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Abstract

22 representative antibiotics, including 8 quinolones (QNs), 9 sulfonamides (SAs), and 5 macrolides (MCs) were selected to investigate their occurrence and removal efficiencies in a Wastewater Treatment Plant (WWTP) and their distribution in the receiving water of the Chaobai River in Beijing, China. Water quality monitoring was performed in an integrated way at different selected points in the WWTP to explore the potential mechanism of antibiotics removal during wastewater treatment. Water quality of the Chaobai River was also analyzed to examine environmental distribution in a river ecosystem. The results showed that within all the 22 compounds examined, 10 antibiotics were quantified in wastewater influent, 10 in effluent, and 7 in river. Sulfadiazine (SDZ, 396 ng/L) and Sulfamethazine (SMZ, 382 ng/L) were the dominating antibiotics in the influent. Both the conventional treatment and advanced Biological Aerated Filter (BAF) system was important for the removal of antibiotics from the wastewater. And the concentrations of selected antibiotics were ranged from 0-41.8 ng/L in the effluent-receiving river. Despite the fact that the concentrations were reduced more than 50% compared to effluent concentrations, WWTP discharge was still regarded as a dominant point-source input of antibiotics into the Chaobai River.
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Abstract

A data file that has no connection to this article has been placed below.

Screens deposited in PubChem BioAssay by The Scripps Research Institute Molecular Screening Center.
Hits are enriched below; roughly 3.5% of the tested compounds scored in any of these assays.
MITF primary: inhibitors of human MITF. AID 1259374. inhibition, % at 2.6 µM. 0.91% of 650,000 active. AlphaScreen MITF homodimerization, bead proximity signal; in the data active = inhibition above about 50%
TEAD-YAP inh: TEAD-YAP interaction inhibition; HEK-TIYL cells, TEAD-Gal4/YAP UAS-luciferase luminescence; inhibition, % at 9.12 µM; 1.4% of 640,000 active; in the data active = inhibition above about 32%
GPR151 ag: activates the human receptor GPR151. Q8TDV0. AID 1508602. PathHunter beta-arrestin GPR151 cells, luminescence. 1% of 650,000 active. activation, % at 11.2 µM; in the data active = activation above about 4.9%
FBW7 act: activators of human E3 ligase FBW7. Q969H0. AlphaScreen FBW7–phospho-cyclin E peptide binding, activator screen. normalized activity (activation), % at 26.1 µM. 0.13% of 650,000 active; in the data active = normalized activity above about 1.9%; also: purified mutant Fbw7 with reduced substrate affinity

Antibiotics are a group of substances potentially harmful to the environment. They can play a role in bacterial resistance transfer among pathogenic and non-pathogenic bacteria. In this experiment three representatives of medically important chemotherapeutics, confirmed to be present in high concentrations in wastewater treatment plants with HPLC analysis were used: erythromycin, sulfamethoxazole and trimethoprim. Erythromycin concentration in activated sludge was not higher than 20 ng L−1. N-acetylo-sulfamethoxazole concentration was 3349 ± 719 in winter and 2933 ± 429 ng L−1 in summer. Trimethoprim was present in wastewater at concentrations 400 ± 22 and 364 ± 60 ng L−1, respectively in winter and summer. Due to a wide variety of PCR-detectable resistance mechanisms towards these substances, the most common found in literature was chosen. For erythromycin: erm and mef genes, for sulfamethoxazole: sul1, sul2, sul3 genes, in the case of trimethoprim resistance dhfrA1 and dhfr14 were used in this study. The presence of resistance genes were analyzed in pure strains isolated from activated sludge and in the activated sludge sample itself. The research revealed that the value of minimal inhibitory concentration (MIC) did not correspond with the expected presence of more than one resistance mechanisms. Most of the isolates possessed only one of the genes responsible for a particular chemotherapeutic resistance. It was confirmed that it is possible to monitor the presence of resistance genes directly in activated sludge using PCR. Due to the limited isolates number used in the experiment these results should be regarded as preliminary.
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